As a consequence of the easy access to virtual events, they have the potential to ease social inequalities, since easier access allows disadvantaged individuals to participate in the scientific discourse, independent of gender, race, geography or social status. – Effective Learning in Virtual Conferences: The Application of Five Principles of Learning
Findings suggest that virtual learning may be more effective than in person when it comes to science symposia.
From our experience in moderating virtual learning meetings, conferences and symposia this is abundantly clear when engaging non-native English speakers both in the moment and post-event.
Never assume that just because audience members come to an English-language symposium they have a consistent level of English. We have found that giving people the opportunity to see transcripts or translations in the moment is the most effective way of helping audience members to understand, engage and question.
We’ve run symposia in English and Japanese where at least six out of 40 attendees spoke no English at all. By using a Zoom platform, we were able to have real-time translation for those attendees. We’ve done events in Africa where we might have sub-titles in French or Portuguese, depending on the country in question, and we have used other technology which allows people to choose the language they want for text-based translation in real time. We have also made post-event, on-demand sessions available in five separate languages.
The purpose of providing audiences with language choice is to improve both understanding and accessibility. Of course, it does require you get that translation right, and that takes time, effort and additional budget, none of which should be underestimated. However, if you’re genuinely interested in engaging the audience, you have to go that extra mile.
Even for English-speaking attendees there are many reasons why virtual can be a more effective learning environment for a larger number of people. These include:
• Increased accessibility, which in turn means more attendees and better community and relationship building
• The removal of the stress and costs of travelling to a venue – both locally and globally
• The opportunity to offer sessions on-demand after the live recording, meaning it’s easier to fit into a busy schedule attracting a wider demographic e.g. full time employees and parents
• The option to re-watch on-demand video allows students to focus on the session rather than on hurriedly taking notes
• The potential to make use of online tools such as gamification tools and flashcards
• The option for teachers to share links and documents without having to print out documents
• The ability to get immediate feedback on tests
• Allowing more reserved students to take part in online discussions.
Adjusting to a new environment
While virtual learning has proven to be very effective, it does require some changes to the way sessions are conducted.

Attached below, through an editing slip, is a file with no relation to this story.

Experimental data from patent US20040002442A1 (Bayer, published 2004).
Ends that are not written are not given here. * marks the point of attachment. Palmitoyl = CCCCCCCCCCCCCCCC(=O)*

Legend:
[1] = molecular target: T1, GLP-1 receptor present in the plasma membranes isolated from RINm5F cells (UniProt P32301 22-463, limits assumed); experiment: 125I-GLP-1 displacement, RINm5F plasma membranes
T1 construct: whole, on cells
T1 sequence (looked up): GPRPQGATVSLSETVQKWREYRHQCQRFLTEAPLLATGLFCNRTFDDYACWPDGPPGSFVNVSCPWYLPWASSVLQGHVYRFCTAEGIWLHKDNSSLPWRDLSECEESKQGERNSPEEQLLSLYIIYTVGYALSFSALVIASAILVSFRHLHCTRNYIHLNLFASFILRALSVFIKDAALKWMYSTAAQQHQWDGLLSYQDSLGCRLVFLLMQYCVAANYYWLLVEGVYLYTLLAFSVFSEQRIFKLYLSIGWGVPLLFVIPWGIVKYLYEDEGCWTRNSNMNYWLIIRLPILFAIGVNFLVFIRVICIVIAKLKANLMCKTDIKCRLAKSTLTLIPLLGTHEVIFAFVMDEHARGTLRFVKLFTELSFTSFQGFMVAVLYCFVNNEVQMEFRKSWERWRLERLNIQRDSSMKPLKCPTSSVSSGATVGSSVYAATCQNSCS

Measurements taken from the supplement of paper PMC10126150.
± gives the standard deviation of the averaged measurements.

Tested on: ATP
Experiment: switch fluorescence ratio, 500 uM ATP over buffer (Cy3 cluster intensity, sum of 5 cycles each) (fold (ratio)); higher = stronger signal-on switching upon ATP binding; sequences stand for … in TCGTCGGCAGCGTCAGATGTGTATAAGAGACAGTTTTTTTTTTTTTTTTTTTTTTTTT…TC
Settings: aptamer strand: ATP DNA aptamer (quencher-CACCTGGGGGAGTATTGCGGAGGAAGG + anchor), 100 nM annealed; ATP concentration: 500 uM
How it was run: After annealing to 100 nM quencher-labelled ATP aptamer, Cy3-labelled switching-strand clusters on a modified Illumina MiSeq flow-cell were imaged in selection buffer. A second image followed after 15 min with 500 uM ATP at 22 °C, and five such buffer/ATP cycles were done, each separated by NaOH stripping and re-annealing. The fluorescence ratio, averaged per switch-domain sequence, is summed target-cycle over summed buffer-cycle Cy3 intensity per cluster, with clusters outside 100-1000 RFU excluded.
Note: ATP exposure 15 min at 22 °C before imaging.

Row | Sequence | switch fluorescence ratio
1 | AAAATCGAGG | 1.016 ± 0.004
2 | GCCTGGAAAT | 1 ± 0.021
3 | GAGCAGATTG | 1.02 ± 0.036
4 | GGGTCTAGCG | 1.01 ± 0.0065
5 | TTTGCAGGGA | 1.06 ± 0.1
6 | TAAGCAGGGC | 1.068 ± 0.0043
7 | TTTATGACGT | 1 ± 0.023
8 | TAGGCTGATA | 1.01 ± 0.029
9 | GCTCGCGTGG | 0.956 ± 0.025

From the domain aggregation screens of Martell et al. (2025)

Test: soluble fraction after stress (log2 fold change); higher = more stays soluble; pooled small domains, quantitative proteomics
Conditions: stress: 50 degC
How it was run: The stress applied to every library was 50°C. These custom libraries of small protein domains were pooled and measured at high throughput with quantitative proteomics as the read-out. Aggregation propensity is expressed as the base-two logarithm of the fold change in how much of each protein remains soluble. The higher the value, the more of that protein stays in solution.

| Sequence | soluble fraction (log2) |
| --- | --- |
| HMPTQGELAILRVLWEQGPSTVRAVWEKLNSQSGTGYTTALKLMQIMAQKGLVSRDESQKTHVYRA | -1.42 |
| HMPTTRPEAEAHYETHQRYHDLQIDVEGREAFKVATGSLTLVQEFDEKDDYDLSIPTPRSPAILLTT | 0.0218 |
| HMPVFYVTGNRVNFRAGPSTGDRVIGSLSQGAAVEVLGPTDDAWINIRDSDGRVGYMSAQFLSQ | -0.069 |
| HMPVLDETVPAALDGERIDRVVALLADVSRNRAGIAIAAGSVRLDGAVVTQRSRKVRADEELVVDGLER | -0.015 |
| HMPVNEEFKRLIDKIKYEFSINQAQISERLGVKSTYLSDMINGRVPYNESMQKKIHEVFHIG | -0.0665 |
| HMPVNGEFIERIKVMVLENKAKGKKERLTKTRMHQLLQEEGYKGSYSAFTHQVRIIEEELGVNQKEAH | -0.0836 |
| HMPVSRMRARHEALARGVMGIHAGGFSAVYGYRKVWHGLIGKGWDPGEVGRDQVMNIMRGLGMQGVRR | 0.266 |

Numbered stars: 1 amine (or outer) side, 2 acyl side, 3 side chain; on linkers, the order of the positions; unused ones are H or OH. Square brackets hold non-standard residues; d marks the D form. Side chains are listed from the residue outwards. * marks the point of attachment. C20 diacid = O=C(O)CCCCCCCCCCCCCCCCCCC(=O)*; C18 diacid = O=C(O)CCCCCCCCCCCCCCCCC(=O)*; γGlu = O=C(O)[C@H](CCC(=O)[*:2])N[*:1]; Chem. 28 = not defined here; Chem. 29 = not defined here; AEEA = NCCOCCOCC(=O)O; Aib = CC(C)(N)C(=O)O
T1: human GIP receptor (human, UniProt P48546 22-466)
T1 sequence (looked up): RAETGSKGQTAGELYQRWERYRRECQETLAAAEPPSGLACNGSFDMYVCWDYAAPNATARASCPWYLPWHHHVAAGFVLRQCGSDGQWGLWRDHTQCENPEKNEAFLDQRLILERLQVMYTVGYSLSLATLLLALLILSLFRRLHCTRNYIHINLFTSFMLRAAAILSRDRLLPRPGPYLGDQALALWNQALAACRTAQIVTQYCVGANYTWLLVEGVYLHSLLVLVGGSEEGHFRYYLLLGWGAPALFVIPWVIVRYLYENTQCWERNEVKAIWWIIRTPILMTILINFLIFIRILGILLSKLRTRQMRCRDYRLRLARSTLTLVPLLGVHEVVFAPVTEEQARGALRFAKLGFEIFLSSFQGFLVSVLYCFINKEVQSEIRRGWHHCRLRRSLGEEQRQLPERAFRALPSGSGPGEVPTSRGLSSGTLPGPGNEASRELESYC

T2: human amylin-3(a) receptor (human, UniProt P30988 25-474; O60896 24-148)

A large element of this is leveraging the right technology and skill set, but there is also a need for the faculty to adjust their presentations to the virtual world. The best presenters recognise that audience attention span is likely to be reduced in virtual, that people are more likely to be distracted and that language is likely to be an issue with attendees from multiple countries, and they adapt the presentation to make it more user friendly for a virtual environment. That means they have to do more polling, add more questions for the audience and have more of a discussion format.
One method we have found to be effective is to have a moderator facilitating a discussion, which removes the stress on presenters by shifting the technology aspects to a third-party. That moderator can triage the questions from the audience to the speaker, allowing the speaker to focus on the content. This approach actually emulates the physical world more, where typically you would have someone managing the interaction between the speaker and the audience.
Good virtual sessions are those that identify, in advance, audience members who might want to get involved and then have someone work the virtual room in the same way they would in a physical conference. It’s really about adapting effective approaches from the physical world to the virtual. That might be in terms of the format, in terms of how sessions are chaired or moderated, there might be effective ways to ask questions or opportunities to gather feedback in advance, such as through a poll. There just needs to be a bit more thought given to how these activities are managed in the virtual world.
We have observed sessions where the speaker has struggled to share their slides or where they have talked without a break for an hour or more, prompting attendees to leave. It doesn’t matter how brilliant your presentation is or how knowledgeable you are, in virtual you have to engage, you have to get the technical aspects right and you have to ensure your audience understands you. Audiences can and do learn more in virtual – when it’s done right – but you need to make sure your session is engaging from the start, that it’s accessible to all attendees and that you’re making best use of technology.
Leslie Robertson is the Founder of Open Audience, an audience engagement consultancy that specialises in making life sciences meetings more engaging with more positive, successful outcomes – whether in-person or in the virtual space. The Open Audience team helps to strategise and prepare pre- and post-meeting as well as providing real-time support and guidance during the meeting. Open Audience also offers customisable, multilingual engagement platforms that include interactive polling, surveys, and ideas exchange.